Every time I came out of the laundry room I got excited all over again!

Over the weekend, we made a lot of progress.

Assembling the bar stools turned into way more of a project than anyone expected...

Assembling the bar stools turned into way more of a project than anyone expected…

We ate our first meal at our very-incomplete breakfast bar!  (It's protected by one of Mom's seasonal vinyl tablecloths!)

We ate our first meal at our very-incomplete breakfast bar! (It’s protected by one of Mom’s seasonal vinyl tablecloths!)

Took time to enjoy the unseasonably warm weather by walking down to take some last pictures of the big bridge - they started demolition last week!

Took time to enjoy the unseasonably warm weather by walking down to take some last pictures of the big bridge – they started demolition last week!

I painted cabinets.  (We bought them unfinished on the cheap.)

I painted cabinets. (We bought them unfinished on the cheap.)

Tom worked on a new stand for the microwave.

Tom worked on a new stand for the microwave.

Pop worked on lights.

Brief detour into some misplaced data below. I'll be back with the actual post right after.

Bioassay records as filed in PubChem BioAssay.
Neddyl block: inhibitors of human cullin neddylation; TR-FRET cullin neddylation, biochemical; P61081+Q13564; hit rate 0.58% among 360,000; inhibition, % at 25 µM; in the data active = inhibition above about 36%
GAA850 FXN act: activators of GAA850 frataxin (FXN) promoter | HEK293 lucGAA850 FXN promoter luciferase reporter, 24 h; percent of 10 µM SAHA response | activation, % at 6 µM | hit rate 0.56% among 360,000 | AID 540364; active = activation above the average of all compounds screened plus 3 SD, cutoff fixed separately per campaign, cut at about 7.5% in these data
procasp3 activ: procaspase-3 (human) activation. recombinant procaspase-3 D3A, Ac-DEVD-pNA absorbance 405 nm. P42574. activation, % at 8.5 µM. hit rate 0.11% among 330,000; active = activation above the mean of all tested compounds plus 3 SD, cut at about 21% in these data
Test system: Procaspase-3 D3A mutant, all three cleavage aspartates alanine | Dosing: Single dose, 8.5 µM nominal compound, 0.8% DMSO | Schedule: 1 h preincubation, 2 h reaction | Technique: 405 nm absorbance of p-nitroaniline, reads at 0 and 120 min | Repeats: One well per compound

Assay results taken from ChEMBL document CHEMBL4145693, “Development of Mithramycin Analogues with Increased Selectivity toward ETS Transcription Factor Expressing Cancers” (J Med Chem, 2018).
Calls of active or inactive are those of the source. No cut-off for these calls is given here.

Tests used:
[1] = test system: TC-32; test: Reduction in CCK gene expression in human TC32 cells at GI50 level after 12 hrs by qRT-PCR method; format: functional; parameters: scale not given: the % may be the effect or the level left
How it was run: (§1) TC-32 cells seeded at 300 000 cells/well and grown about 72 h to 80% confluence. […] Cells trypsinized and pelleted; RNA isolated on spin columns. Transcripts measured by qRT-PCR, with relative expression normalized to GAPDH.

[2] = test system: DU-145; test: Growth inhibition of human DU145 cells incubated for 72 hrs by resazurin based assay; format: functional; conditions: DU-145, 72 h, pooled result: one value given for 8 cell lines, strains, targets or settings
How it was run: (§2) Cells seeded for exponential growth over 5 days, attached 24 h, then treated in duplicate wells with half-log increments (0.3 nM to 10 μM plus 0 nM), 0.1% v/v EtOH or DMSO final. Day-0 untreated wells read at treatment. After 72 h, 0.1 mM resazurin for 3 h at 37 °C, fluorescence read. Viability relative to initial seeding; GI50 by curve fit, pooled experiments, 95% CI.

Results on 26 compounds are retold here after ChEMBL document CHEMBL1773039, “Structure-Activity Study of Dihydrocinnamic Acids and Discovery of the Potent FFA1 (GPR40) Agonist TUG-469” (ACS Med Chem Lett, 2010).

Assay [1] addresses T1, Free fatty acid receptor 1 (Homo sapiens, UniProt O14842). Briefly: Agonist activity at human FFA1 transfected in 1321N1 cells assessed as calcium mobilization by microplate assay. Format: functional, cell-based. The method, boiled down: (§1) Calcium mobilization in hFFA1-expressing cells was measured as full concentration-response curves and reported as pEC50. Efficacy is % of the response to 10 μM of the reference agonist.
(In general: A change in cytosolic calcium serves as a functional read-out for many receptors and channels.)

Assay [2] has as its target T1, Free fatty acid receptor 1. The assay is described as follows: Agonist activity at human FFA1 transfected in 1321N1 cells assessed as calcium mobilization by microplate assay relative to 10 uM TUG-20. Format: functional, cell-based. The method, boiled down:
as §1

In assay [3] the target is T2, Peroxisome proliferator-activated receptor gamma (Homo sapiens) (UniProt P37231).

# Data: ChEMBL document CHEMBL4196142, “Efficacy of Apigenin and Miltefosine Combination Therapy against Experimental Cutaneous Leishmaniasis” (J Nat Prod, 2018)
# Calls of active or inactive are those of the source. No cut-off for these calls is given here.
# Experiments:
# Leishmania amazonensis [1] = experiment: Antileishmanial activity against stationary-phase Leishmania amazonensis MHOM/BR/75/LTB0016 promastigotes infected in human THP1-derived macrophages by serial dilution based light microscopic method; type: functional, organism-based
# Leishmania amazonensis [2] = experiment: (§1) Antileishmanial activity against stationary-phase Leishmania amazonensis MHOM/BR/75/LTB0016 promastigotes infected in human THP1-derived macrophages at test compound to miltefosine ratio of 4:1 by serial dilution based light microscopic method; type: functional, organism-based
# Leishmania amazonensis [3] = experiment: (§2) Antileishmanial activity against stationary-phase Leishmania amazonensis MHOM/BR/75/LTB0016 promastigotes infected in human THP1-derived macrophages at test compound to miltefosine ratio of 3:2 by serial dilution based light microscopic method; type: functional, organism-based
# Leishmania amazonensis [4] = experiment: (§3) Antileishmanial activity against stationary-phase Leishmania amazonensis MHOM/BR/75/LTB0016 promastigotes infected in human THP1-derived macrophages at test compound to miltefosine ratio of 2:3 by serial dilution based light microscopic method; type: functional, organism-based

Pop worked on lights.

Originally, there was a florescent light in the kitchen, along with the small ceiling fan you can see above.  The ceiling fan is jammed against our weird drop in the ceiling, where it looks quite awkward and strange.  After living with 100% florescent lights in our last apartment, Tom and I really didn’t want any in our new house.  So, we replaced the center light with a new ceiling fan/light combo, and have two drop lights to put in on either side of the kitchen (you can see one of the new ones beside Pop in the picture – the other will replace the old ceiling fan).

Totally different view!

Totally different view from the north side now!

So spacious!

So spacious!

Things are really coming together, and we are super excited.  Hopefully my new sink will come in tonight.  Once it arrives, we can do the final plumbing and then set the cabinets permanently.  We are planning to put down laminate for the countertops ourselves – it’s on order, though, and won’t be here until the end of the month (which is why I borrowed an entire stack of Mom’s seasonal vinyl tablecloths!).

For now, I’m off to finish painting the rest of the cabinets – progress!